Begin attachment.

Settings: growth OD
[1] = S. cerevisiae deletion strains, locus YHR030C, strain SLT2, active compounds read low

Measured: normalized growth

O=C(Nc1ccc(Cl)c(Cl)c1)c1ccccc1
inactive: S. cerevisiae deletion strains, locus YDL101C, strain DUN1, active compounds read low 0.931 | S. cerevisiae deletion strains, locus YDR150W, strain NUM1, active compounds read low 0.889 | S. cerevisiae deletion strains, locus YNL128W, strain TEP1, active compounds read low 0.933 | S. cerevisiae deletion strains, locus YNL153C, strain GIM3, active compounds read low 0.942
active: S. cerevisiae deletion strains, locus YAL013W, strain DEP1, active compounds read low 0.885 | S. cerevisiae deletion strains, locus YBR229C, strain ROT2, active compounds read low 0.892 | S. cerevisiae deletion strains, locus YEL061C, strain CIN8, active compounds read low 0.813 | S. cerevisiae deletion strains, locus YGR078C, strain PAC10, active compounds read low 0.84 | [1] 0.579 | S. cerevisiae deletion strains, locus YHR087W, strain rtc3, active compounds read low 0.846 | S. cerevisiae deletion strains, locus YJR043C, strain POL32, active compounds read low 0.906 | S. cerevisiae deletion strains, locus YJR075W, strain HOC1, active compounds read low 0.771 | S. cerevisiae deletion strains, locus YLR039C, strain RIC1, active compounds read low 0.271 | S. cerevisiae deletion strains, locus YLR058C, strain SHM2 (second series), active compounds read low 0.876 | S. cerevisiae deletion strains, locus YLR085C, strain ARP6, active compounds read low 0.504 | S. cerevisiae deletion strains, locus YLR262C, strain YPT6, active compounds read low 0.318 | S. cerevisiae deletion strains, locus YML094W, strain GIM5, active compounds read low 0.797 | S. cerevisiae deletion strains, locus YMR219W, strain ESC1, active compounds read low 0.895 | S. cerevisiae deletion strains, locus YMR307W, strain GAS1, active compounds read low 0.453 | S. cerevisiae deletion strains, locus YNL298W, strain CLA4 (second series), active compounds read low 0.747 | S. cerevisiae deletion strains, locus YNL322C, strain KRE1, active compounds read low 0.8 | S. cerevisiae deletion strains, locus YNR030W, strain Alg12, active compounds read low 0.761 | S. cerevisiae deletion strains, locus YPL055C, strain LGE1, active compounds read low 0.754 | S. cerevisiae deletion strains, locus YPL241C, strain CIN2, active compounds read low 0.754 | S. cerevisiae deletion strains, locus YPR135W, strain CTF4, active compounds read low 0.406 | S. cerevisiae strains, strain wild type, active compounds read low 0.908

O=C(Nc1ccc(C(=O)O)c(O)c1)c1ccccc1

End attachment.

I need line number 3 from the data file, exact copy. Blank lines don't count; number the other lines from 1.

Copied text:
Measured: normalized growth